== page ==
Spokane Journal of Business

WSU scientists sign pact with Spokane company

Bio-Genetic Ventures plans to market new technologies for infertility, blood freezing

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Advanced Reproduction Technologies Inc., a Spokane biotech research company that has been trying for six years to commercialize its fertility-treatment technologies and spin-off discoveries, appears to have taken a significant step toward its goal.


The company, launched in 1994 by two scientists at Washington State University at Spokane, has signed a licensing pact for two of its technologies with Bio-Genetic Ventures Inc., a Spokane company that does biotech research and development and invests in biotech companies.


The pact is expected to lead to the commercialization of a vaginal lubricant that might give infertile couples a better chance of conceiving, and a proprietary polysaccharide, or plant sugar, that shows promise as being useful in the freezing of blood cells and the cold-storage transportation of human tissue and organs for transplantation.


Other technologies aimed at use by humans and under development by Advanced Reproduction could be licensed to Bio-Genetic Ventures later, says Advanced Reproductions CEO Joanna Ellington. Advanced Reproduction, which is owned by Ellington and fellow WSU researcher Sylvia Oliver, also has developed bovine-fertility technologies, and currently is licensing those technologies to a Pullman, Wash., company.


Ellington says that as a result of the new pact, Bio-Genetic Ventures has begun handling the day-to-day business operations of Advanced Reproduction. She says she and Oliver will continue to do research on the technologies they have licensed to Bio-Genetic Ventures, but mostly now as employees of that company, though they also will continue in their positions at WSU-Spokane. As research and clinical testing proceeds, as is expected in coming months, another three or four people might be hired by Bio-Genetic Ventures to help with that process, she says.


Ellington adds that whether the products will be produced in Spokane hasnt been decided, and will depend on what resources are available here when the production stage is reached.


Peter Allison, president of Bio-Genetic Ventures, says hes very optimistic about the Advanced Reproduction technologies and the potential markets for them, which he describes as huge. He adds that the research expertise of Ellington and Oliver is world class.


Were very excited, says Allison. Their technology is cutting edge.


The potential vaginal lubricant product would be targeted at the billion-dollar infertility market. Such lubricants often are used to battle discomfort when couples use ovulation timing in an attempt to conceive, but studies have found that the lubricants typically used today can be detrimental to sperm motility and function, and thus can hinder chances of conception.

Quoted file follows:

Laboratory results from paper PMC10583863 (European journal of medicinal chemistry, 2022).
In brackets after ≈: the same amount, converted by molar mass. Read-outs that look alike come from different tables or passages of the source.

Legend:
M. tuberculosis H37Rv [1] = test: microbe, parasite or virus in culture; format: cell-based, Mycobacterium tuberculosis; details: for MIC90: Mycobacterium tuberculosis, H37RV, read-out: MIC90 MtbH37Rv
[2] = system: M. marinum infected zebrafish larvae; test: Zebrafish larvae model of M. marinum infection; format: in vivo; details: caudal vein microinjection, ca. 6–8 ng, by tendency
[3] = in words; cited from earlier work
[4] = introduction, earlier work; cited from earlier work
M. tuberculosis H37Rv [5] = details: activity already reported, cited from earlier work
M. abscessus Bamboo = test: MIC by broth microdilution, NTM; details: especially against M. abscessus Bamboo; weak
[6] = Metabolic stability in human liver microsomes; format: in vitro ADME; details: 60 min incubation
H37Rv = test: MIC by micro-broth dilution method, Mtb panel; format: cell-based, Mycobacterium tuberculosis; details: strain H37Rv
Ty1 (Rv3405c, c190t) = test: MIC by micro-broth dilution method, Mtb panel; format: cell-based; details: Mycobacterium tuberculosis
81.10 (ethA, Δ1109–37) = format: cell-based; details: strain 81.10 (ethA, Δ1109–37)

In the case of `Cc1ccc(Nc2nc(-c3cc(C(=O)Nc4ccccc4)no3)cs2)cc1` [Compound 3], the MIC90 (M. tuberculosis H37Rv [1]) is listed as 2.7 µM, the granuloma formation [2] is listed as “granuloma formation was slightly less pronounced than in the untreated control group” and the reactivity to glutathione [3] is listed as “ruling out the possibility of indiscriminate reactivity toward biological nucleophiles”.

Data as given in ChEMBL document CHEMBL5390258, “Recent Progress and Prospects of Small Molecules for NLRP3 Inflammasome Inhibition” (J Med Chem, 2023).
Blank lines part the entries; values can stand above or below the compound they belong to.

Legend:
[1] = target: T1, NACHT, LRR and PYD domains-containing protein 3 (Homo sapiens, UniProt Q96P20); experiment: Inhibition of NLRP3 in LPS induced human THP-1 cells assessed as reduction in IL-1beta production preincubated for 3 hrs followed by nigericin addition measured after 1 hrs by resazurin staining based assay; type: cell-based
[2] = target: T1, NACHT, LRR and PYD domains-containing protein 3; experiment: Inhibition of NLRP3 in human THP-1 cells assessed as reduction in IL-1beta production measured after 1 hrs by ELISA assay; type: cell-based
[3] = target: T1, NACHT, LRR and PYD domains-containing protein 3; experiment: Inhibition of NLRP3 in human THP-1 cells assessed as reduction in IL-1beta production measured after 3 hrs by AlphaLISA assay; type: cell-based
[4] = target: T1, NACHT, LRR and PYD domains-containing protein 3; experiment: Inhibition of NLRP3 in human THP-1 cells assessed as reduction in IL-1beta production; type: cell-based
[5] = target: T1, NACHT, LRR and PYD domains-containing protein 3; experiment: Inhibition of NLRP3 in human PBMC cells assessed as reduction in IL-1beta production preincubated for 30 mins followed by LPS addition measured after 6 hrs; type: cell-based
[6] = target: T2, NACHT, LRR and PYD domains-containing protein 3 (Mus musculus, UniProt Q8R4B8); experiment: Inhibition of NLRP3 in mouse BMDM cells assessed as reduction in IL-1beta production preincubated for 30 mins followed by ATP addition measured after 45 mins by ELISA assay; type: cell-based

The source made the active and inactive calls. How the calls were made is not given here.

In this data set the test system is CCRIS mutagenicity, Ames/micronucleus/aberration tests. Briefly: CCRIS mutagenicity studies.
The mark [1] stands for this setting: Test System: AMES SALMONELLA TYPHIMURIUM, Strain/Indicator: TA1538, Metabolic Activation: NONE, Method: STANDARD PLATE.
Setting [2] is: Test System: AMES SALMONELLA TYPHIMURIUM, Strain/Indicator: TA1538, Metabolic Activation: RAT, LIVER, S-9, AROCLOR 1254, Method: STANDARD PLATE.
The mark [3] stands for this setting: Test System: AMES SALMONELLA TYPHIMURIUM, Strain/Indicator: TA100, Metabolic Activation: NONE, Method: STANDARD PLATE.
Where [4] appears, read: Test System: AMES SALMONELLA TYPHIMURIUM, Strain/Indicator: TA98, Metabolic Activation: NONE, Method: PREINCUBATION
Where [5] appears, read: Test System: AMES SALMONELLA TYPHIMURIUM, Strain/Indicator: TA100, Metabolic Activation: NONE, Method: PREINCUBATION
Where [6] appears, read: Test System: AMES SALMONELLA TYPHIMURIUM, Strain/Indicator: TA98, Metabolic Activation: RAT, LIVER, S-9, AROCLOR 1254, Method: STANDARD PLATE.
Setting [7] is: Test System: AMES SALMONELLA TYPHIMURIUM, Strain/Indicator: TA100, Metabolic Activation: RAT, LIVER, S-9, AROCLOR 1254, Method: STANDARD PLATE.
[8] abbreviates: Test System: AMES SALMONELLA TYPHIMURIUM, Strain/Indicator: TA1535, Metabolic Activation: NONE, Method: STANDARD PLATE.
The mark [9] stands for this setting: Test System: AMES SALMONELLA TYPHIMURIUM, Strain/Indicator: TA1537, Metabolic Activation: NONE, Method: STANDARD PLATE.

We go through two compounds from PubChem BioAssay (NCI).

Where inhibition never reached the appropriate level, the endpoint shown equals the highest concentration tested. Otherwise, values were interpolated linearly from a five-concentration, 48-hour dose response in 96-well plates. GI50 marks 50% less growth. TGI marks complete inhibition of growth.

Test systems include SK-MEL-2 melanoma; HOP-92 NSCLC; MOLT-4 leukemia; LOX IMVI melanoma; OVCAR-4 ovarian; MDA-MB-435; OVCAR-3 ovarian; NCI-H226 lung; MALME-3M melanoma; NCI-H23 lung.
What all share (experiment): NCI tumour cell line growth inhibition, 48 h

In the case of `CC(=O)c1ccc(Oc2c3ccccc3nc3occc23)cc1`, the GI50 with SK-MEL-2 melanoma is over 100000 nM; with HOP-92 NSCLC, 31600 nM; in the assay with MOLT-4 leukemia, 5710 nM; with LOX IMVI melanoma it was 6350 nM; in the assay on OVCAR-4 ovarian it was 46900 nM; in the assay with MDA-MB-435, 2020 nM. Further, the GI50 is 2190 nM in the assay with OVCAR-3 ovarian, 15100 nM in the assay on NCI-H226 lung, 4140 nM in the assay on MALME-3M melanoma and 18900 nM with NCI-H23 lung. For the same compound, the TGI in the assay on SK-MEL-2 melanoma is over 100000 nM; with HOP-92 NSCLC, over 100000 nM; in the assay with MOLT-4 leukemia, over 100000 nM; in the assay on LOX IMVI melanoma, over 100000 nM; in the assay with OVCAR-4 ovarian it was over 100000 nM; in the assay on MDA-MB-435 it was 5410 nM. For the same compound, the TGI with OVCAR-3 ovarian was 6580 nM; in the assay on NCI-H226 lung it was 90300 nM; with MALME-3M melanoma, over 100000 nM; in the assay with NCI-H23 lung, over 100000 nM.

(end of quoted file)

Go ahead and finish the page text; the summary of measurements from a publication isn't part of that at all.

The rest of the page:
Advanced Reproduction believes it has developed ingredients for an over-the-counter vaginal lubricant that would not be harmful to sperm, and might even boost a sperms chances of fertilizing an egg.


Ellington says it likely will take a minimum of 18 months to two years to bring to market a vaginal lubricant that could be claimed at least to do no harm to human sperm, while the clinical trials to prove to the U.S. Food and Drug Administration that use of the product would show improved conception rates could take a number of years.


The market for the product, though, could be big, says Ellington, adding that an estimated 15 million ovulation-timing kits are sold annually worldwide to couples hoping to conceive.


Meanwhile, discovery of the possible use of a polysaccharide in the freezing of blood cells and human tissue came as an offshoot of Advanced Reproductions research into the substances use in protecting sperm cells from being damaged during the freezing process, which is done to store sperm prior to artificial insemination.


Typically, chemicals such as dimethylsulfoxide, or DMSO, are used to protect such cells, but DMSO is detrimental to the cells when they are thawed, and thus must be washed away before thawing. Use of Advanced Reproductions polysaccharide would eliminate altogether the need for DMSO, Oliver claims.


Advanced Reproduction, through Bio-Genetic Ventures, wants to test cell-freezing prototypes using the polysaccharide on a variety of blood-cell types, including stem cells, lymphocytes, and platelets, she says. In addition, it will test the polysaccharides ability to protect transplant tissue and organs from cellular damage.


Ellington says she cant speculate on how long it would take to commercialize that product.


The companys pact with Bio-Genetic Ventures isnt its first. In addition to the license it has with the Pullman company, Advanced Reproduction also had previously licensed some of its technologies to a Minnesota pharmaceutical company, which later relinquished the license to move on to other strategies, Ellington says. Advanced Reproduction also came close in 1997 to licensing its technologies to a California company, but never was able to cement the deal.


This is really what we needed, she says of the pact with Bio-Genetic Ventures. This brings the technology here, where Sylvia and I can spearhead it. Every time weve gone through one of these deals before, weve had to bring the other party up to speed, and deal with long-distance relationships with the licensee.


Im really excited about what the next couple of years will hold, Ellington says.


Ellington and Oliver, both of whom also are researchers at WSU-Spokanes Health Research and Education Center downtown, received help both from the HREC and the Spokane Intercollegiate Research and Technology Institute to launch their company. Some of Ellington and Olivers research was funded by grants from the National Institutes of Health.

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